What Does This Mean For Marketers?

As Google points out in the whitepa­per, the rise in online video con­sump­tion rep­re­sents a tremen­dous oppor­tu­ni­ty for brands and mar­keters:

Across indus­tries, adver­tis­ers are increas­ing­ly embrac­ing online video to dri­ve aware­ness and engage­ment, and this trend is only expect­ed to accel­er­ate. For trav­el adver­tis­ers, online video is a pow­er­ful way to con­vey excite­ment about a des­ti­na­tion, prod­uct, ser­vice or brand.”

You can read the full report on trav­el YouTube videos here.

Q&A with Greg Jarboe

To fur­ther find out how trav­el brands can real­ly under­stand and engage with both video, and YouTube as a chan­nel, we inter­viewed Greg Jar­boe, Founder of SEO-PR and author of YouTube and Video Mar­ket­ing: An Hour a Day, which you can read below:

Patrick Hong: What kind of trav­el videos are see­ing the most lift on YouTube? Where do these fit in the trav­el pur­chase cycle?

Greg Jar­boe: Accord­ing to a recent study Google con­duct­ed with Ipsos Medi­aCT, two out of three U.S. con­sumers watch online trav­el videos when they’re think­ing about tak­ing a trip. What exact­ly are trav­el­ers look­ing for? The data now shows that 88 per­cent of YouTube trav­el search­es focus on des­ti­na­tions, attractions/points of inter­est or gen­er­al trav­el ideas. This new study con­firms the data that I pre­sent­ed in March at my YouTube Mar­ket­ing and Tourism ses­sion at the Be-Wiz­ard! con­fer­ence in Rim­i­ni, Italy. I said trav­el­ers watch up to an hour of relat­ed YouTube videos before they book a trip.

Patrick Hong: What advice do you have for small­er brands and oper­a­tors look­ing to per­form on the chan­nel?

Jar­boe: Actu­al­ly, some of the small­er brands and oper­a­tors are doing much bet­ter on YouTube than most of the big­ger brands and oper­a­tors. For my pre­sen­ta­tion at Be-Wiz­ard, Unruly pro­vid­ed me with a cus­tom chart of the share of social videos being shared in the Trav­el and Trans­port ver­ti­cal from Feb. 17, 2013, to Feb. 17, 2014. The chart showed Turk­ish Air­ways in first place with a 29.5percent share, fol­lowed by Qatar Air­ways in sec­ond place with 26.3 per­cent, Air New Zealand in third place with 14.1 per­cent, and British Air­ways in fourth place with 12 per­cent. So, my advice is pay atten­tion to the small­er brands and oper­a­tors who have the largest share of shares. You’ll learn more by exam­in­ing the Turk­ish Air­lines chan­nel on YouTube or the Air New Zealand chan­nel than you will by round­ing up the usu­al sus­pects.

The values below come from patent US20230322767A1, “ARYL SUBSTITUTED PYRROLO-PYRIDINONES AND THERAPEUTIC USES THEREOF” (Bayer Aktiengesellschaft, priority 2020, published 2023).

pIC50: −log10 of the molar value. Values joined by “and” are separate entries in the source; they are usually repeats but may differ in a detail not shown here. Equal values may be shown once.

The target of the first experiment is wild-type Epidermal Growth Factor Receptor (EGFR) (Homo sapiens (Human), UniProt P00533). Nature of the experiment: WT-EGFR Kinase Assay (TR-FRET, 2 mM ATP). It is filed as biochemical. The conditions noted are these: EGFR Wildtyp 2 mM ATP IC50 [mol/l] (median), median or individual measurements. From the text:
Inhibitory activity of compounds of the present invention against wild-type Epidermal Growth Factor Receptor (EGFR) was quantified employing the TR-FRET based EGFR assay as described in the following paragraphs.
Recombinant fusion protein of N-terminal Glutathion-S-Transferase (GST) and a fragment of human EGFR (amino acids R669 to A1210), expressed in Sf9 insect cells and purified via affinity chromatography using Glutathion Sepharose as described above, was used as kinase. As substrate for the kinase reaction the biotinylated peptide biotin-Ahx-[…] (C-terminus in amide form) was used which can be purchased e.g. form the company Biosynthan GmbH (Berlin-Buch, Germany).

Patrick Hong: How are trav­el brands mea­sur­ing their suc­cess with video?

Jar­boe: Unfor­tu­nate­ly, most trav­el brands are still using “views” as their mea­sure of suc­cess. But I inter­viewed Sarah Wood, the COO and co-founder of Unruly, for Search Engine Watch back in Jan­u­ary of this year. She pre­dict­ed that brands would begin to ques­tion the val­ue of a view. She said, “The val­ue of a video view will come under huge scruti­ny in 2014, as more and more brands will want to know their ad is actu­al­ly in view and we’ll see a grow­ing demand for guar­an­teed viewa­bil­i­ty. Sec­ond­ly, the main pur­pose of dig­i­tal video will change from pure­ly brand aware­ness (cit­ed by 94.6 per­cent of U.S. media agen­cies as the prime objec­tive of their cam­paigns) to oth­er met­rics fur­ther down the fun­nel. It’s not just about YouTube now. Smart mar­keters and brands are engag­ing con­sumers in their own native envi­ron­ments across the Open Web.” From my per­spec­tive, she was spot on.

Patrick Hong: What are some of your most mem­o­rable YouTube trav­el cam­paigns you’ve seen this year?

Jar­boe: Well, one of my favorites is “West­Jet Christ­mas Mir­a­cle: Real Time Giv­ing”. It was pub­lished on Dec. 8, 2013, so I guess that — tech­ni­cal­ly — I saw it last year. But it is so com­pelling that I’d make an excep­tion for it.

But, if I’m lim­it­ed to this year, then it has to be “Delta’s 80’s In-Flight Safe­ty Video”. Pub­lished on Jan. 28, 2014, It was “wicked awe­some, dude!”

This arti­cle first appeared on the Linkdex blog.


If you haven’t already done so, I’d high­ly rec­om­mend a quick watch of both WestJet’s and Delta Air­lines videos for great exam­ples of what’s pos­si­ble for trav­el brands to achieve with video. Do you agree?

Pat Hong

Written by Pat Hong

Editor at Linkdex/Inked, Linkdex

Pat covers the SEO industry, digital marketing trends, and anything and everything around Linkdex. He also authors Linkdex's data analysis and reports, analysing the state of search in various industries.

Inked is published by Linkdex, the SEO platform of choice for professional marketers.